In September 2010, DeLauro wrote to Vilsack asking that USDA look into problems with the National School Lunch and Breakfast Programs. As reason for the probe, she cited a $20 million settlement reached between Sodexo and New York state in July after the company was found not to have passed on rebates to several school districts.
USDA confirmed that audit would happen later this year.
“OIG expects to begin work on the audit this August,” Paul Feeney, deputy counsel for USDA’s Office of the Inspector General, told The Hill.
Another department official said it takes any problems with the school-lunch program very seriously.
“The National School Lunch and Breakfast Programs are the foundation of the national hunger safety net for children across the country,” said a USDA spokesman. “Since learning of the settlement, the Department’s Food and Nutrition Service has taken a number of steps to educate and help our partners at the state and local levels learn about their rights and responsibilities in procurement matters.”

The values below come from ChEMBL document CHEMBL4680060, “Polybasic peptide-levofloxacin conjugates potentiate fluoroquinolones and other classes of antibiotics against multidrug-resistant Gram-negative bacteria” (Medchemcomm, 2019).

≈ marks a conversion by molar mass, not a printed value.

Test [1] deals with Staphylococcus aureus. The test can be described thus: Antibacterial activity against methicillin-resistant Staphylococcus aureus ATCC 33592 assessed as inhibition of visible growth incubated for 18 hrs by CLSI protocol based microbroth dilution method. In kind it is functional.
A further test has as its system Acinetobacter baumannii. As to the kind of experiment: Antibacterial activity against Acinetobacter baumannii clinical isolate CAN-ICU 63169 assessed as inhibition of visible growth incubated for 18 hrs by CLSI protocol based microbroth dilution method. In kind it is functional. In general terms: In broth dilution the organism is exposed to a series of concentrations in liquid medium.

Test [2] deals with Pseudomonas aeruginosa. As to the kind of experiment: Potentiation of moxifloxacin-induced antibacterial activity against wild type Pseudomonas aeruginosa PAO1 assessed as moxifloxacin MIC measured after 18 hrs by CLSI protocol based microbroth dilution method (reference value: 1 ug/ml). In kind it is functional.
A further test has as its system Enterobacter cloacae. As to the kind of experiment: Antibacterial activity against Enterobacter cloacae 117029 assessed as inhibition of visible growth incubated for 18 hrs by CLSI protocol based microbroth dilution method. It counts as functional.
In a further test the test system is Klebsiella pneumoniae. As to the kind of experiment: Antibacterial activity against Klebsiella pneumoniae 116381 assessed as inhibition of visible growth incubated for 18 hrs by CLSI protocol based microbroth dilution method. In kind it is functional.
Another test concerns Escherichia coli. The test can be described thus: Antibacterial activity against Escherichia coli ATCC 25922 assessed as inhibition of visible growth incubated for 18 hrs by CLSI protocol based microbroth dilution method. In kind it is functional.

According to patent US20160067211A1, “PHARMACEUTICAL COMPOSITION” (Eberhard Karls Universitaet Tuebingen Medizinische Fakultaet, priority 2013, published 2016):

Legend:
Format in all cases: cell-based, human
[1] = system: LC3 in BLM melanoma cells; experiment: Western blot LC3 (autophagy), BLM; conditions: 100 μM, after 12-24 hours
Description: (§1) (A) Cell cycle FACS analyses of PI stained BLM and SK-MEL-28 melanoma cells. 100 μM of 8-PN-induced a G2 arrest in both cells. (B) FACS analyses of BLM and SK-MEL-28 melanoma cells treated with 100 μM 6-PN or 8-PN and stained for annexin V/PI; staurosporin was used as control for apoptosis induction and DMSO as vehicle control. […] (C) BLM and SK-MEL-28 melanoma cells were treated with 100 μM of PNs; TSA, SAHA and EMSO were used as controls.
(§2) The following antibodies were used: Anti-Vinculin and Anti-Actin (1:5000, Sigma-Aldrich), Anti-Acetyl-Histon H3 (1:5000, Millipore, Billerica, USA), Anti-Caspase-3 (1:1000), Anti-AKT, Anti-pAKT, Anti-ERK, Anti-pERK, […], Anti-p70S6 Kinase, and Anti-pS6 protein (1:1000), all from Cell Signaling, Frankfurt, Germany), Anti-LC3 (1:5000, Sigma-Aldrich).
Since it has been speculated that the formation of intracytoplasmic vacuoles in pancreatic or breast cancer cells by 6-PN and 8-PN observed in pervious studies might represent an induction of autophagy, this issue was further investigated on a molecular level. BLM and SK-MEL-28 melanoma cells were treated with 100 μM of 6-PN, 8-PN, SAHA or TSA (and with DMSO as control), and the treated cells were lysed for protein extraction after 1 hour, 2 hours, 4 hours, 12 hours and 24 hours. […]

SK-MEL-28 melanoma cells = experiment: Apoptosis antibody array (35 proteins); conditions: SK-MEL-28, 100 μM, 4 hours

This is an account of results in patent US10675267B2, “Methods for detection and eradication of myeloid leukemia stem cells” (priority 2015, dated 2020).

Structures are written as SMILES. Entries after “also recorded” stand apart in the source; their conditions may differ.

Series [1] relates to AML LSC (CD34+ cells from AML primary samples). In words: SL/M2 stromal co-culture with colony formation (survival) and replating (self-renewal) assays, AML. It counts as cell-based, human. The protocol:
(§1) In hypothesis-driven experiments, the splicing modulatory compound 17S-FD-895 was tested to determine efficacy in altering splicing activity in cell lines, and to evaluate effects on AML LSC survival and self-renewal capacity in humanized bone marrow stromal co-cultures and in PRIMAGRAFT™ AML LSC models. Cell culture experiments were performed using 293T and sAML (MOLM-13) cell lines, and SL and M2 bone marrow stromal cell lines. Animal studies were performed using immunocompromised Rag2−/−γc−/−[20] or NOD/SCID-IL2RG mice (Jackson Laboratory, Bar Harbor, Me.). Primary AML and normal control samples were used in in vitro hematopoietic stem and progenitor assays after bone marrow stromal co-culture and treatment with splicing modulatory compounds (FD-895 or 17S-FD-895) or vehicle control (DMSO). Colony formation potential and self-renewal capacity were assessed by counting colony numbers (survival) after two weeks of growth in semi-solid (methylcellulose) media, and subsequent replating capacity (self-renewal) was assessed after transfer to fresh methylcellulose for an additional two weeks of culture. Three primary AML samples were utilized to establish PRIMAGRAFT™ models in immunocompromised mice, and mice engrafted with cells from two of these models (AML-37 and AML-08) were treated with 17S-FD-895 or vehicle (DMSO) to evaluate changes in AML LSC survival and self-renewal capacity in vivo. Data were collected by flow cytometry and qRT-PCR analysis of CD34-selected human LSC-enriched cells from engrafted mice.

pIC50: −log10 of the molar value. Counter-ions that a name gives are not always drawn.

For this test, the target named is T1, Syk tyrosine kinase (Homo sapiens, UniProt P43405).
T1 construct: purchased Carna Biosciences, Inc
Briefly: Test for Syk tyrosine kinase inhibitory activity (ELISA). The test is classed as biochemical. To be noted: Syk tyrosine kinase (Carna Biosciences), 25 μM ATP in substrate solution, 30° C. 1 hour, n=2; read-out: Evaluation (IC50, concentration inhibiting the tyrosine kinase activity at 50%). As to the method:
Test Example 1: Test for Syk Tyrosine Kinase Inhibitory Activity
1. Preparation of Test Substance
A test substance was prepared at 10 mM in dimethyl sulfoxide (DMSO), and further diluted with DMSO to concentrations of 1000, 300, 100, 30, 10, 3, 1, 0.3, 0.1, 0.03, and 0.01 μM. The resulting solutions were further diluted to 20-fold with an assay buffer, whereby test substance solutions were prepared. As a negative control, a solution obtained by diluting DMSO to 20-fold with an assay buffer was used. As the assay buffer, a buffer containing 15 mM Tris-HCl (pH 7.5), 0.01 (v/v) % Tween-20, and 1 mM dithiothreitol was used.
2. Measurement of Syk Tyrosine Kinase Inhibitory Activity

Local and state school districts, and not the USDA, have direct contracting authority over the school lunch program. But the department does oversee how the program is being run.
Worries about school districts being cheated out of savings have been on the minds of lawmakers since New York state’s settlement with Sodexo last year.
Sodexo was found to have earned rebates from suppliers that weren’t forwarded onto schools, according to the New York attorney general’s investigation. Withholding them can be a violation of federal law because contracts with school districts often require savings from rebates to be shared with them.